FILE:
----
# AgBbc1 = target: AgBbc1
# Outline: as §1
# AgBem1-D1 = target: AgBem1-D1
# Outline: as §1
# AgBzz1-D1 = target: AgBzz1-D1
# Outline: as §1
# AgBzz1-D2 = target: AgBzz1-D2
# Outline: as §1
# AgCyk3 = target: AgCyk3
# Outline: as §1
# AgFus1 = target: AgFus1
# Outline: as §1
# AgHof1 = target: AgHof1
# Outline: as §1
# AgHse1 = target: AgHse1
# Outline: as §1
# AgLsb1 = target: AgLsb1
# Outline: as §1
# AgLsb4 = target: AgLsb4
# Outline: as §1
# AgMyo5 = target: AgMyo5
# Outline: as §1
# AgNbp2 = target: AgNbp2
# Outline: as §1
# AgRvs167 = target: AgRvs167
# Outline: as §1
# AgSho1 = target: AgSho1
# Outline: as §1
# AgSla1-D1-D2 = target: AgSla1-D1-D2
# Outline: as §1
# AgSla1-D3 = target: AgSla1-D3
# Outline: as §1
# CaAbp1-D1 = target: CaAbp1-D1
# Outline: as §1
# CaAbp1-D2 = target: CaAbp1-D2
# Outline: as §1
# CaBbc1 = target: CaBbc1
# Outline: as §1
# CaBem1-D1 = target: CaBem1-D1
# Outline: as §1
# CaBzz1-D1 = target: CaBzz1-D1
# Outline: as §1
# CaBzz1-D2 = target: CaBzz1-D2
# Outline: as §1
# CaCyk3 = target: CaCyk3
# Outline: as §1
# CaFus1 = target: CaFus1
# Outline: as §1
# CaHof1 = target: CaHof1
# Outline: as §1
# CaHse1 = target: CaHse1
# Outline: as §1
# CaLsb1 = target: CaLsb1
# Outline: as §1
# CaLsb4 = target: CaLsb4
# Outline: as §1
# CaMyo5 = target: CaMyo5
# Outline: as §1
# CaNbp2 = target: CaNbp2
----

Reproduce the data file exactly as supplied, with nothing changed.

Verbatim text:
# AgBbc1 = target: AgBbc1
# Outline: as §1
# AgBem1-D1 = target: AgBem1-D1
# Outline: as §1
# AgBzz1-D1 = target: AgBzz1-D1
# Outline: as §1
# AgBzz1-D2 = target: AgBzz1-D2
# Outline: as §1
# AgCyk3 = target: AgCyk3
# Outline: as §1
# AgFus1 = target: AgFus1
# Outline: as §1
# AgHof1 = target: AgHof1
# Outline: as §1
# AgHse1 = target: AgHse1
# Outline: as §1
# AgLsb1 = target: AgLsb1
# Outline: as §1
# AgLsb4 = target: AgLsb4
# Outline: as §1
# AgMyo5 = target: AgMyo5
# Outline: as §1
# AgNbp2 = target: AgNbp2
# Outline: as §1
# AgRvs167 = target: AgRvs167
# Outline: as §1
# AgSho1 = target: AgSho1
# Outline: as §1
# AgSla1-D1-D2 = target: AgSla1-D1-D2
# Outline: as §1
# AgSla1-D3 = target: AgSla1-D3
# Outline: as §1
# CaAbp1-D1 = target: CaAbp1-D1
# Outline: as §1
# CaAbp1-D2 = target: CaAbp1-D2
# Outline: as §1
# CaBbc1 = target: CaBbc1
# Outline: as §1
# CaBem1-D1 = target: CaBem1-D1
# Outline: as §1
# CaBzz1-D1 = target: CaBzz1-D1
# Outline: as §1
# CaBzz1-D2 = target: CaBzz1-D2
# Outline: as §1
# CaCyk3 = target: CaCyk3
# Outline: as §1
# CaFus1 = target: CaFus1
# Outline: as §1
# CaHof1 = target: CaHof1
# Outline: as §1
# CaHse1 = target: CaHse1
# Outline: as §1
# CaLsb1 = target: CaLsb1
# Outline: as §1
# CaLsb4 = target: CaLsb4
# Outline: as §1
# CaMyo5 = target: CaMyo5
# Outline: as §1
# CaNbp2 = target: CaNbp2